Raju CH and Varma: To evaluate different demographical and clinical characterstics in patients suffering from ARDS/ALI


Introduction

Acute lung injury (ALI) and the acute respiratory distress syndrome (ARDS) describe clinical syndromes of acute respiratory failure with substantial morbidity and mortality. Even in patients who survive ALI, there is evidence that their long-term quality of life is adversely affected.1 Recent advances have been made in the understanding of the epidemiology, pathogenesis, and treatment of this disease. However, more progress is needed to further reduce mortality and morbidity from ALI and ARDS.2 Because this syndrome of acute respiratory failure is so common in the worldwide, it is fair to say that ALI=ARDS is an unmet medical need. In other words, novel therapies need to be developed to further improve clinical outcomes.3

Multiple risk factors for the development of ARDS have been identified.  The sepsis syndrome appears to be the most common, but the overall risk increases with multiple factors. Blood transfusion is an independent risk factor. Advanced age and cigarette smoking are associated with an increased risk of developing ARDS, while alcohol consumption appears to have no influence.4 A review of the 1993 National Mortality Follow Back Study Database determined that the annual ARDS mortality is slowly declining, but that men and blacks have a higher mortality rate compared with women and other racial groups.5

In ARDS, the injured lung is believed to go through three phases: exudative, proliferative, and fibrotic, but the course of each phase and the overall disease progression is variable. In the exudative phase, damage to the alveolar epithelium and vascular endothelium produces leakage of water, protein, and inflammatory and red blood cells into the interstitium and alveolar lumen. These changes are induced by a complex interplay of proinflammatory and anti-inflammatory mediators.6 Type I alveolar cells are irreversibly damaged and the denuded space is replaced by the deposition of proteins, fibrin, and cellular debris, producing hyaline membranes, while injury to the surfactant-producing type II cells contributes to alveolar collapse. In the proliferative phase, type II cells proliferate with some epithelial cell regeneration, fibroblastic reaction, and remodeling. In some patients, this progresses to an irreversible fibrotic phase involving collagen deposition in alveolar, vascular, and interstitial beds with development of microcysts.7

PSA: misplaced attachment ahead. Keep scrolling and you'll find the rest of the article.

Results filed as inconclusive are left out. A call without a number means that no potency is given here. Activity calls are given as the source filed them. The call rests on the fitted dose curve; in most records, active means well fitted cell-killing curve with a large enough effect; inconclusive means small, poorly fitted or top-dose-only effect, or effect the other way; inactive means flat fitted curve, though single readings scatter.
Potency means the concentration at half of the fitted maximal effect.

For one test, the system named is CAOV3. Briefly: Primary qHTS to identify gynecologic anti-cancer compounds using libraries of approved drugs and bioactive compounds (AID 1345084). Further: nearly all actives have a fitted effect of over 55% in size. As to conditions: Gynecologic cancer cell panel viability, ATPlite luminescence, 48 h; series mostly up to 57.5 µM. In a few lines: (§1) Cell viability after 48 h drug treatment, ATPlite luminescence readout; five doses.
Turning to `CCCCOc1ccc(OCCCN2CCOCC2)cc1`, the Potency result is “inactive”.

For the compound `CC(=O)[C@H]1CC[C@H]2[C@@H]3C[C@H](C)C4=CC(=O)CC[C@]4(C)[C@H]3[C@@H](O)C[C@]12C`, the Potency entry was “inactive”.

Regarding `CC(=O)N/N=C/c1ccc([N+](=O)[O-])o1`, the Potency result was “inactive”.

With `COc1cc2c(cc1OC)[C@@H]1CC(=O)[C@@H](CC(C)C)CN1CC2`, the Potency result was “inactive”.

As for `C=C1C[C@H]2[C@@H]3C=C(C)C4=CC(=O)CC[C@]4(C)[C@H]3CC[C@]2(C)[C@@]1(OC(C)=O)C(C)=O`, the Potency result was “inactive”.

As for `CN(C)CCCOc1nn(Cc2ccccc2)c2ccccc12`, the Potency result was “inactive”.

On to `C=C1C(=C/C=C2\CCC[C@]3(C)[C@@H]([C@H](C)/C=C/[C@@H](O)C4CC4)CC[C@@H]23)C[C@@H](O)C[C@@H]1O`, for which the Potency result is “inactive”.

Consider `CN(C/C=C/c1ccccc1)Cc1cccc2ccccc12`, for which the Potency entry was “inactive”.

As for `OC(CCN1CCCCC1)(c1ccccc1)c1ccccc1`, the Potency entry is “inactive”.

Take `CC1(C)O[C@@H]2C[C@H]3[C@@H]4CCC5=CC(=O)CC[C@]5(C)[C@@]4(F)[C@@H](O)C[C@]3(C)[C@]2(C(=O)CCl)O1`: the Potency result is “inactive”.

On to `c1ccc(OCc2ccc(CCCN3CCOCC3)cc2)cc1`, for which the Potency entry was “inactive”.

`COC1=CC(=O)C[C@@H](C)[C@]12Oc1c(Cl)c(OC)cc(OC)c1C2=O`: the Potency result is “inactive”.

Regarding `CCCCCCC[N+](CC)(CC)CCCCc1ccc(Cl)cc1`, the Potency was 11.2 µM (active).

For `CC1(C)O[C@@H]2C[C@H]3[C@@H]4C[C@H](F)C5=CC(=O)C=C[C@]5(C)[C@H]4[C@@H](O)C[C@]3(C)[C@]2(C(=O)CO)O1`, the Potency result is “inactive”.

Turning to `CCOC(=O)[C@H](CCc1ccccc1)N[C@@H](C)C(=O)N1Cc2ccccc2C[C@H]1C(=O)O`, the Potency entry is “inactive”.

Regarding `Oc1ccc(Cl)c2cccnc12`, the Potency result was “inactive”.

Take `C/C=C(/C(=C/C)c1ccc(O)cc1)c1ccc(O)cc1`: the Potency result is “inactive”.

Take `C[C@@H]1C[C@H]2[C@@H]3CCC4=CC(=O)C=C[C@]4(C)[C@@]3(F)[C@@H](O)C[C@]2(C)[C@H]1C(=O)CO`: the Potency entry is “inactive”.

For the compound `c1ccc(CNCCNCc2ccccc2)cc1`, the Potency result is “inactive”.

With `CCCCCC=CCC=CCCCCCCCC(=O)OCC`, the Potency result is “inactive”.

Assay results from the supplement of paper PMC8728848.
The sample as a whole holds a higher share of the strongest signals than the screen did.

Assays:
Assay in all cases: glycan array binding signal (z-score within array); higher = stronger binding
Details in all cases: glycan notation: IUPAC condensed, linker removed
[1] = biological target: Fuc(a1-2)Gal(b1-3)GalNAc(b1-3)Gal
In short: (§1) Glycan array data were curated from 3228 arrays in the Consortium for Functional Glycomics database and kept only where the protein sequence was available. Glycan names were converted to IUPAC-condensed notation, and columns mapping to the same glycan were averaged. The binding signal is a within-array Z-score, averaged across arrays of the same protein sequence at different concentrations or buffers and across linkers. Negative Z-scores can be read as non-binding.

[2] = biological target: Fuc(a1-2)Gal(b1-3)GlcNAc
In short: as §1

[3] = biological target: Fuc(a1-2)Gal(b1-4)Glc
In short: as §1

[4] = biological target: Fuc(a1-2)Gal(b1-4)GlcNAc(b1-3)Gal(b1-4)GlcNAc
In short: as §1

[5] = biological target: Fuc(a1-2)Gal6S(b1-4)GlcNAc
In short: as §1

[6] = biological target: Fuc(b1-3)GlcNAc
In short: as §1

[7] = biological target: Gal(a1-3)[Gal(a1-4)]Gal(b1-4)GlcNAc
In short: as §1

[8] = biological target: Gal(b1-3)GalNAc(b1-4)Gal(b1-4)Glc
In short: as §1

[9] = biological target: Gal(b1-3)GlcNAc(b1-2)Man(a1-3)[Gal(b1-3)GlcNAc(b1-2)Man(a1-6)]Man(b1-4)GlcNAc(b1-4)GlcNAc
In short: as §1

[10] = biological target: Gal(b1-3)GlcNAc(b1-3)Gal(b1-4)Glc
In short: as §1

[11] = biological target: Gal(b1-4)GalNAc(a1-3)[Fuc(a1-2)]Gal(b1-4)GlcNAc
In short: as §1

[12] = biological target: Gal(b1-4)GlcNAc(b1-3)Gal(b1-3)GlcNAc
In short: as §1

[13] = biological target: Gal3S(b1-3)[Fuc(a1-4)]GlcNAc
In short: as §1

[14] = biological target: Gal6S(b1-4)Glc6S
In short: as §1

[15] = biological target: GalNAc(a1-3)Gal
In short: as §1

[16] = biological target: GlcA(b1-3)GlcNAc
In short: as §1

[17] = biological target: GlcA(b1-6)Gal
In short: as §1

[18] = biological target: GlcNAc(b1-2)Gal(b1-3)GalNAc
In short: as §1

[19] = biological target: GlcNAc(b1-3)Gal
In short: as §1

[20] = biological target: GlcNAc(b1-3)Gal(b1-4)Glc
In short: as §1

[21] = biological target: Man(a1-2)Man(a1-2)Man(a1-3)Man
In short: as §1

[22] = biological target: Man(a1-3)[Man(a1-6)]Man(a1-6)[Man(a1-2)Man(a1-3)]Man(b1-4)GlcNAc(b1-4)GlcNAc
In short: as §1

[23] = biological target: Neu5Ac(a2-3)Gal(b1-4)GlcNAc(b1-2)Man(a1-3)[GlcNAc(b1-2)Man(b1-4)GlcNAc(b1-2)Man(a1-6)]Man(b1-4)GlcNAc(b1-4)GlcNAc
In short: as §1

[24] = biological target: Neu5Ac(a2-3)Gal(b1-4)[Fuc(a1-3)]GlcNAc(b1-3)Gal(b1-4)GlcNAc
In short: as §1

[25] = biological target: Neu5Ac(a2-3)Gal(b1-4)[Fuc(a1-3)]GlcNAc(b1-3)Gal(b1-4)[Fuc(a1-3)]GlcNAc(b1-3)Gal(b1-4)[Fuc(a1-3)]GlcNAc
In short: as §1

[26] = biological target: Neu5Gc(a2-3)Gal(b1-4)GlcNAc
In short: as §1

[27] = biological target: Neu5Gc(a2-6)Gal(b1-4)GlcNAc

Materials and Methods

This was a prospective, observational and cross-sectional study conducted in the medical ICU of Department of Pulmonology at tertiary care teaching hospital between May 2018 and April 2019. Patients with ALI/ARDS were identified through a prospective daily ICU surveillance, based on the American-European Consensus Conference criteria (AECC).

Inclusion criteria

Patients of either gender above 18 years of age.

Patients with a medical diagnosis leading to ALI/ARDs were included.

Exclusion criteria

Patients with burns, trauma, and postoperative status were excluded.

Patients having contraindication for Pulmonary function test, history of recent myocardial infarction and active hemoptysis were excluded from the study.